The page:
No two days are the same working at the Jurassic Coast Trust. I’m the first port of call for enquiries, so I never know what to expect. Whether that’s lost passports at Durdle Door, filming enquiries (Flirty Dancing at Dancing Ledge, anyone?) or ‘What kind of fossil is this?’, I’m at the ready with my imagination and occasionally, initiative. Much as I love being a member of the office team, it’s our Ambassadors who are the unsung heroes of the Jurassic Coast: local geologists and palaeontologists whose enthusiasm and passion are vital for spreading the word on what makes the Jurassic Coast special, aka its Outstanding Universal Value.
I’ve been visiting or living on the Jurassic Coast since the age of eight but it is only since working at the Trust that I have come to a deeper appreciation of the Site. The more you know about the Jurassic Coast, the stronger the connection. Having travelled quite a lot, it is a place to which I have kept returning. And whilst living on the Coast has been a grounding experience, it’s also a reminder of change: the Jurassic Coast is a work in progress.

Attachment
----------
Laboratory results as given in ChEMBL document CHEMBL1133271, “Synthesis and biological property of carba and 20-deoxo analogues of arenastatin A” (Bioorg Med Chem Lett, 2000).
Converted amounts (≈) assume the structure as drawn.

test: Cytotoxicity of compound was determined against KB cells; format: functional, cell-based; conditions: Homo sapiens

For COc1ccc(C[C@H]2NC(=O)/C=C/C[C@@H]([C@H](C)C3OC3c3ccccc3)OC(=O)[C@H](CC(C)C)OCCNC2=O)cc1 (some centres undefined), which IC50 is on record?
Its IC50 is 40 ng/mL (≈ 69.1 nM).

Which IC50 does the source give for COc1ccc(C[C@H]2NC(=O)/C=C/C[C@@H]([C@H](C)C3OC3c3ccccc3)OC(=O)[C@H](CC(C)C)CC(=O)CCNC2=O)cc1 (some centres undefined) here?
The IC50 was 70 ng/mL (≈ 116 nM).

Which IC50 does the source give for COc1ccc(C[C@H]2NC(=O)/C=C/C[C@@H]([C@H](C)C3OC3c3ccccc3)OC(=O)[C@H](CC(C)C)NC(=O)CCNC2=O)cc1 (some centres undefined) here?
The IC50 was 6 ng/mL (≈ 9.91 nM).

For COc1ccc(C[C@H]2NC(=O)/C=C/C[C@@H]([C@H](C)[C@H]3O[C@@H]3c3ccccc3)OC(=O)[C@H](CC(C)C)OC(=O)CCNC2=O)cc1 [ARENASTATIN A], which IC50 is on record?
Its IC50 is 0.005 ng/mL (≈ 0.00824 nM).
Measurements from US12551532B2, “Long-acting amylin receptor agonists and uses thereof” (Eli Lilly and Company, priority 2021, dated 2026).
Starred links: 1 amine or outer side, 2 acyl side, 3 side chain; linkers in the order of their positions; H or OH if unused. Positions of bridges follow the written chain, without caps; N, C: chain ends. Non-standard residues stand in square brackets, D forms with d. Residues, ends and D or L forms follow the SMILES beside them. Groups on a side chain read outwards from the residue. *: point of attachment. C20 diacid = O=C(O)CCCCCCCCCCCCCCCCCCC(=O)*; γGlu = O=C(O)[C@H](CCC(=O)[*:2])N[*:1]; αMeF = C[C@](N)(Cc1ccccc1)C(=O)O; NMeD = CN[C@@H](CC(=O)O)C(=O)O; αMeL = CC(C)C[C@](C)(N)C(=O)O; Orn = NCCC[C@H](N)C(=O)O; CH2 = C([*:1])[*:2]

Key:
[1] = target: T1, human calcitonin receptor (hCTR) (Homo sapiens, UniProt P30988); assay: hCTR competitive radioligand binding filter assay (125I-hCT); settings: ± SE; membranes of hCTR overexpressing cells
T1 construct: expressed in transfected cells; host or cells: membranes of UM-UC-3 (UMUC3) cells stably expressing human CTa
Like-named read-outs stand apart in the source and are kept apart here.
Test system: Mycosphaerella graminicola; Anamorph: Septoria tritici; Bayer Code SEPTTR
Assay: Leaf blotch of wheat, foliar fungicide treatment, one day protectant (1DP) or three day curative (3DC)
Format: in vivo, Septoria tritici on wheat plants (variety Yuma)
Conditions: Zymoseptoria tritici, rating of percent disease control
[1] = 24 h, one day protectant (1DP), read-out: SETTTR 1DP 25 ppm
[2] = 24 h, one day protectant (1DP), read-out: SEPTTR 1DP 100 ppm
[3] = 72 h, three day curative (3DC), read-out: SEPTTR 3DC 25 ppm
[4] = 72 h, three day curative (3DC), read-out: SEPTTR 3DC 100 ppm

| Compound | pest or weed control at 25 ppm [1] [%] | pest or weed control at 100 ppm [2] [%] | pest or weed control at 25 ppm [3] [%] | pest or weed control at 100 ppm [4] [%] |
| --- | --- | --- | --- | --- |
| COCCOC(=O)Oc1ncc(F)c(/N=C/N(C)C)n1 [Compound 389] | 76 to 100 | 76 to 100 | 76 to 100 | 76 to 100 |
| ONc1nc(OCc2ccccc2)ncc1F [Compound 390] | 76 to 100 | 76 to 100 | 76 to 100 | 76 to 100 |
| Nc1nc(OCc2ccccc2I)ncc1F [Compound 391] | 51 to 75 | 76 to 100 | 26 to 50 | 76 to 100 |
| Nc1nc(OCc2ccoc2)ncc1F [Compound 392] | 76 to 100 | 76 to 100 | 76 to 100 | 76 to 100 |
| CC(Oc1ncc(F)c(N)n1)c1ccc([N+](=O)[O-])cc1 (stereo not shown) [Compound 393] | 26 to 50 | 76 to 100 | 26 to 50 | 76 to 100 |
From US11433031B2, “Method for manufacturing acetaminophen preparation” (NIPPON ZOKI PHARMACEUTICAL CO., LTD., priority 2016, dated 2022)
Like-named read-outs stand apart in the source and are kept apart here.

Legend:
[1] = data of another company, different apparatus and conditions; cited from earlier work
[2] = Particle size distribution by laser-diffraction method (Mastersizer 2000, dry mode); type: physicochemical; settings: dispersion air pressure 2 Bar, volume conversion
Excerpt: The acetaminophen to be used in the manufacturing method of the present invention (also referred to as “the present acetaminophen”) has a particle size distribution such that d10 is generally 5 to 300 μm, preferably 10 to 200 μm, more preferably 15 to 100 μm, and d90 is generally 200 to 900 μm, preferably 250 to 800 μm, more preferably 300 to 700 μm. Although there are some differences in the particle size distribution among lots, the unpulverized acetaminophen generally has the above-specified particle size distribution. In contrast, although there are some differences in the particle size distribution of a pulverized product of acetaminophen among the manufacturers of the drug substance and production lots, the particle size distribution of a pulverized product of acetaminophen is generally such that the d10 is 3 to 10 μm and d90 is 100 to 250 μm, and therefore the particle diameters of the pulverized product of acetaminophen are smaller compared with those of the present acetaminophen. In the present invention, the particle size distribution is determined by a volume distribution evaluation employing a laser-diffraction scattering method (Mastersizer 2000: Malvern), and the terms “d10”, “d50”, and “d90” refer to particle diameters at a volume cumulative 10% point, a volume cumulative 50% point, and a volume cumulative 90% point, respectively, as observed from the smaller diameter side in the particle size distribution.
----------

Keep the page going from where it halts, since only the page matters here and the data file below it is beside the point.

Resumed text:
Penny’s Jurassic Coast hotspots
It’s a classic but you can’t beat the view from Abbotsbury Hill towards St Catherine’s Chapel, the Fleet and Portland, especially at sunrise in winter. Beer, Hive Beach, Bowleaze, Ringstead and the man-made pool at Dancing Ledge are all great for swimming, whilst the seafood stew at Rachel’s in West Bay is heaven in a bowl.